President Bush keeps talking about how much he listens to the “generals on the ground” but it seems that may not be the whole truth. Something from Bush’s mouth not quite the whole truth? Does this surprise you? I hope not!
Anyway, when Bush vetoed the war spending bill last night, he mentioned the generals on the ground again, and how Congress was trying to “impose impossible conditions on our commanders in combat” by forcing them to “take fighting directions from politicians 6,000 miles away in
Washington, D.C.” He also said that “members of the House and the Senate passed a bill that substitutes the opinions of politicians for the judgment of our military commanders.”
Seems that at least one retired general has a different take on it. He thinks that Bush only listens to the generals who tell him what he already wants to hear.
Dear Mr. President,
Today, in your veto message regarding the bipartisan legislation just passed on Operation Iraqi Freedom, you asserted that you so decided because you listen to your commanders on the ground.
Respectfully, as your former commander on the ground, your administration did not listen to our best advice. In fact, a number of my fellow Generals were forced out of their jobs, because they did not tell you what you wanted to hear — most notably General Eric Shinseki, whose foresight regarding troop levels was advice you rejected, at our troops’ peril.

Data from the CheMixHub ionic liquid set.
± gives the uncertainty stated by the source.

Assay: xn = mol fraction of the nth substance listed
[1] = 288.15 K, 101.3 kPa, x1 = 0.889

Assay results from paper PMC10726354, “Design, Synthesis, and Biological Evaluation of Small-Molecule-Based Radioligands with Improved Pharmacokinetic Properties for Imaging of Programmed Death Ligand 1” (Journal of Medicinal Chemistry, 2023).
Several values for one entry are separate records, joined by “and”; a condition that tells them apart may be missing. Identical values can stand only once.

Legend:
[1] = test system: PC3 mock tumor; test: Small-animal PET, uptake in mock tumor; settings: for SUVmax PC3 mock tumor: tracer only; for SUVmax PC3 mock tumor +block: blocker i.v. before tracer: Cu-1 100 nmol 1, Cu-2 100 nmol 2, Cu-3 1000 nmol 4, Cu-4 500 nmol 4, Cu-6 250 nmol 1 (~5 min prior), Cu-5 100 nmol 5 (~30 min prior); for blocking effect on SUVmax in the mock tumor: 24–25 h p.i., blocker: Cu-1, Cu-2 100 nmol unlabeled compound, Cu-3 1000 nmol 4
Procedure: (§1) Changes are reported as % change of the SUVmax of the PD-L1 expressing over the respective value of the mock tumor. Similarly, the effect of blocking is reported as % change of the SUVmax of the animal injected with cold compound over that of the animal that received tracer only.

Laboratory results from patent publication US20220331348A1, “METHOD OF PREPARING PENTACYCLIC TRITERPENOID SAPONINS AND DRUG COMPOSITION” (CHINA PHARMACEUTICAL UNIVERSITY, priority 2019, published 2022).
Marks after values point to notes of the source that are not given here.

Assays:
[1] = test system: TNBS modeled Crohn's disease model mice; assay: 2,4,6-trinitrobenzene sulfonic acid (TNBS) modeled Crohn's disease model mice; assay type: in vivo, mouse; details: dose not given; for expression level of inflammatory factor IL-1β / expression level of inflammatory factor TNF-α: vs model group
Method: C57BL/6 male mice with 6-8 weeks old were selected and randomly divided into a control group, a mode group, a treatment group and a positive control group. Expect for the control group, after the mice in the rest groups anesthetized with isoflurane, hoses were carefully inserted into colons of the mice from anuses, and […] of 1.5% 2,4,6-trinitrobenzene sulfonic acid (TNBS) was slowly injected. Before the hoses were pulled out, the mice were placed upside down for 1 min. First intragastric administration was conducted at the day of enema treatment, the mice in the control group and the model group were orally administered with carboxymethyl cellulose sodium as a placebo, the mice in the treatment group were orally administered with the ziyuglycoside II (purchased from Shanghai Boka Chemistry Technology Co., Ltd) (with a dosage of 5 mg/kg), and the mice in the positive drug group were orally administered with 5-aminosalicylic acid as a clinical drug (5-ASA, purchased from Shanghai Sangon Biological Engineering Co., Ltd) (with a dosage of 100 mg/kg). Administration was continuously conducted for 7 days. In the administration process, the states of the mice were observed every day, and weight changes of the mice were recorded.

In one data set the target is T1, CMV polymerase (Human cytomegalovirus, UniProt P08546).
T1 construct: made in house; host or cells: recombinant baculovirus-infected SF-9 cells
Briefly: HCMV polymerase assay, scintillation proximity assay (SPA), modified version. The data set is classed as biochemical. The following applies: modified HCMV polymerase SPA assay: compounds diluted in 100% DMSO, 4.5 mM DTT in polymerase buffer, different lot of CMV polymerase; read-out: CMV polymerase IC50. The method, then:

The legislation you vetoed today represented a course of action that is long overdue. This war can no longer be won by the military alone. We must bring to bear the entire array of national power – military, diplomatic and economic. The situation demands a surge in diplomacy, and pressure on the Iraqi government to fix its internal affairs. Further, the Army and Marine Corps are on the verge of breaking – or have been broken already – by the length and intensity of this war. This tempo is not sustainable – and you have failed to grow the ground forces to meet national security needs. We must begin the process of bringing troops home, and repairing and growing our military, if we are ever to have a combat-ready force for the long war on terror ahead of us.
The bill you rejected today sets benchmarks for success that the Iraqis would have to meet, and puts us on a course to redeploy our troops. It stresses the need for sending troops into battle only when they are rested, trained and equipped. In my view, and in the view of many others in the military that I know, that is the best course of action for our security.
As someone who served this nation for decades, I have the utmost respect for the office you hold. However, as a man of conscience, I could not sit idly by as you told the American people today that your veto was based on the recommendations of military men. Your administration ignored the advice of our military’s finest minds before, and I see no evidence that you are listening to them now.
I urge you to reconsider your position, and work with Congress to pass a bill that achieves the goals laid out above.
Major General Paul D. Eaton, USA, Retired